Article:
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  • Writer's pictureJeffrey Ordonez

Toy Designing

Creating and manufacturing soft toys goes through a three-step process before full production proceeds.

First step, the toy concept and design are put on paper.

The second step is creating a prototype or a model of the toy to be made.

The third and final step before production is a laboratory test.

We shall discuss the first step in this article.

Soft toys, such as stuffed animals, may all look the same, and some people think that they're that easy to make. Not exactly true. A lot of effort is made even before the soft toy gets into the production line. Think about stuffed toy animals, like the most popular one - the teddy bear. Teddy bears all look the same. Furry, soft and cuddly. But if you look closer, you will see a lot of different features in every teddy bear you see on the store shelf. Aside from size, there are differences in the head and face features, the body build, the fabric used and even the softness can be different. These things are mostly determined during the design phase.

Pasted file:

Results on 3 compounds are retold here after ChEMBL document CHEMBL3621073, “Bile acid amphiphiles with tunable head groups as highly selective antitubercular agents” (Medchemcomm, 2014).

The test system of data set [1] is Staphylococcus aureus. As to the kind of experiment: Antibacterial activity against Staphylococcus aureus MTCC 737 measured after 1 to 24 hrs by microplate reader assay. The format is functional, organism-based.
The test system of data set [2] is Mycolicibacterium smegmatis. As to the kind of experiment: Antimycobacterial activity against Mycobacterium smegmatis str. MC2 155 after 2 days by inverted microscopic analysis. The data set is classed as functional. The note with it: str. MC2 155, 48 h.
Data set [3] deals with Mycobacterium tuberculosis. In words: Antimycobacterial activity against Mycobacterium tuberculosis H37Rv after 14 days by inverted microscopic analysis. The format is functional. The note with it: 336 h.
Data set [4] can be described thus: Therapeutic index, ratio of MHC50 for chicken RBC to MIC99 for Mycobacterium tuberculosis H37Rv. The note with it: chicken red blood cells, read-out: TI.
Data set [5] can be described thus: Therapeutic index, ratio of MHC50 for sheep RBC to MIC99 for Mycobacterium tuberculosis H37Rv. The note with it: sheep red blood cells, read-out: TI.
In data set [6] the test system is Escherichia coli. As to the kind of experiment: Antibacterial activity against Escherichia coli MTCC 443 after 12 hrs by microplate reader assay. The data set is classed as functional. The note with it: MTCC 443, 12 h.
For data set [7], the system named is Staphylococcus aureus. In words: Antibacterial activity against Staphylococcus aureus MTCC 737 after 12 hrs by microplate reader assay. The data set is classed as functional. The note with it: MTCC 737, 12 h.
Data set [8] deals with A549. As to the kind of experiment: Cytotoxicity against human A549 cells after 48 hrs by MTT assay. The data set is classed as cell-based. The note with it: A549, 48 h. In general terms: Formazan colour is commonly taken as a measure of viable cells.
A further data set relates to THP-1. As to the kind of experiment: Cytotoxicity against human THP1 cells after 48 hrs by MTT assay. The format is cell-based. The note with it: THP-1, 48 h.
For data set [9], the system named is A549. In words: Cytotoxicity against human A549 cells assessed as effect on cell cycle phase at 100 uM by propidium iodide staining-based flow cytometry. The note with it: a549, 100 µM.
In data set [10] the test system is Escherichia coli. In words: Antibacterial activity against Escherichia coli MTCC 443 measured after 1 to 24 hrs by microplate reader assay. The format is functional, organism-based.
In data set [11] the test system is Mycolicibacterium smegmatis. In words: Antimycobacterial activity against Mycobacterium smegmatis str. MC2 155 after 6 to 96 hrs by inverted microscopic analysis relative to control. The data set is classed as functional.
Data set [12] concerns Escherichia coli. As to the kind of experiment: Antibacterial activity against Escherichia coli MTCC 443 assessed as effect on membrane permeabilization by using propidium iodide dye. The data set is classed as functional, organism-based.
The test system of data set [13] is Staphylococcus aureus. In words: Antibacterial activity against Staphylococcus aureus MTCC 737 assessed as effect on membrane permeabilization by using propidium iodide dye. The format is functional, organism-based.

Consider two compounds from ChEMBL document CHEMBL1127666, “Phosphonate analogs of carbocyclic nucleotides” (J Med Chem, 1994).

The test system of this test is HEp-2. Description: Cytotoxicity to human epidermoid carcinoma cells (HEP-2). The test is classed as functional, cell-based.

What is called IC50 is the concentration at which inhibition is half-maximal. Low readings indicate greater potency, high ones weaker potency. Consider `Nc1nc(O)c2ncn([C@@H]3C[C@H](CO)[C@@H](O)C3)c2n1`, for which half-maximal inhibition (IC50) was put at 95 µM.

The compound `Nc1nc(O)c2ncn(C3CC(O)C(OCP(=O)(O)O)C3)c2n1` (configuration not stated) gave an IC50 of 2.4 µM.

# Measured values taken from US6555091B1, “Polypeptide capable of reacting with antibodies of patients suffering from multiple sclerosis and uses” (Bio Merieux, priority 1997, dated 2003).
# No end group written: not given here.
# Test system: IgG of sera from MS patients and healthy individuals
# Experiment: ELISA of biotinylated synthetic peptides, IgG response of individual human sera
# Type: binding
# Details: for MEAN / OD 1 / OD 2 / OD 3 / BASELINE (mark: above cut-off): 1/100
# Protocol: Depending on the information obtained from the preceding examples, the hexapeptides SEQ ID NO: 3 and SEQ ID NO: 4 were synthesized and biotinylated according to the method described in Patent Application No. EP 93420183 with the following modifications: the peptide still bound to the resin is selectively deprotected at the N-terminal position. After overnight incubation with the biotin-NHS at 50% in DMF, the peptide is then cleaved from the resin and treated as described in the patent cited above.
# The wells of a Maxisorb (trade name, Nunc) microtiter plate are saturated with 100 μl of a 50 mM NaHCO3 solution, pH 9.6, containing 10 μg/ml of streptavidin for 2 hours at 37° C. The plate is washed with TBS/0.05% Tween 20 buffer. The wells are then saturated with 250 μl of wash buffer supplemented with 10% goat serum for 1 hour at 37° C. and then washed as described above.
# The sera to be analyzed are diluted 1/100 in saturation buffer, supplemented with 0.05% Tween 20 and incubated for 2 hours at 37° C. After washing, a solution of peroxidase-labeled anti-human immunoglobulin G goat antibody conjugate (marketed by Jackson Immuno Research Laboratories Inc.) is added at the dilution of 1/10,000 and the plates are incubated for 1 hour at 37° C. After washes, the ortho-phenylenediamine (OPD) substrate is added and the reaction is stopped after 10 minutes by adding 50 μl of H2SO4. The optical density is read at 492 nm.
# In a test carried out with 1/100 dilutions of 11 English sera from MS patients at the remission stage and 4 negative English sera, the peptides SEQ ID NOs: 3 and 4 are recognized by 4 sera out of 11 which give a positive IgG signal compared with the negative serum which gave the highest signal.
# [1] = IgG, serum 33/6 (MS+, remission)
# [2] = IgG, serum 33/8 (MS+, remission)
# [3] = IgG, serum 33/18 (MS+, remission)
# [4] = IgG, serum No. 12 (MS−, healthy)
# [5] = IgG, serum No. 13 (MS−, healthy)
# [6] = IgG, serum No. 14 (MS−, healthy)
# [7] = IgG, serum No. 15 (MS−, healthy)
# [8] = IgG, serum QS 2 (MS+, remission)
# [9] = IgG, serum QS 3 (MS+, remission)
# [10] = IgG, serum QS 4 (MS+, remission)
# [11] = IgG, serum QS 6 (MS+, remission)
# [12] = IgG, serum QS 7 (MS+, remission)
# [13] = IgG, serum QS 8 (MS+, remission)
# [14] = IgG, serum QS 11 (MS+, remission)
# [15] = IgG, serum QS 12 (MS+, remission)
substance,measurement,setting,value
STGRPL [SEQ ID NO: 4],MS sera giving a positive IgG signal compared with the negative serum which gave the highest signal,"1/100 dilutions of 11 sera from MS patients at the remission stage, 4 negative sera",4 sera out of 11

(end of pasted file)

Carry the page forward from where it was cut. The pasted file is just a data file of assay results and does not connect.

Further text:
The first phase in creating soft toys is the design phase. Buyers normally have a concept or an idea of what the toy would look like. This concept or toy design idea is first put on paper to help sample makers to picture out how the toy is going to be built. It's very similar to an architect's work. Even before a building is constructed, a drawing or a building plan is put on paper to help the engineers determine how a building is to be built.

Some buyers are not that good at creating illustrations of what they have in mind. Often it starts with a picture of an existing design that they would like to merge with other design ideas. An artist or illustrator would need to create several pictures or versions of the toy concept to capture what the buyer really wants.

Aside from how the item would look, the other features are discussed, such as the fabric and materials to be used, the placement of markings and facial features such as eyes and noses, and other physical features such as color or tone combinations, positions and sizes of each component part, and other distinguishing marks.

Once the buyer agrees that the illustration has successfully captured the concept he had in mind, and that fabric and other materials are selected, it is now time to build the prototype to see how it will actually look.

The illustration would now be used by sample makers to draw patterns that will also be used later in the production process.

We will discuss sample making or prototyping of soft toys in the next article.

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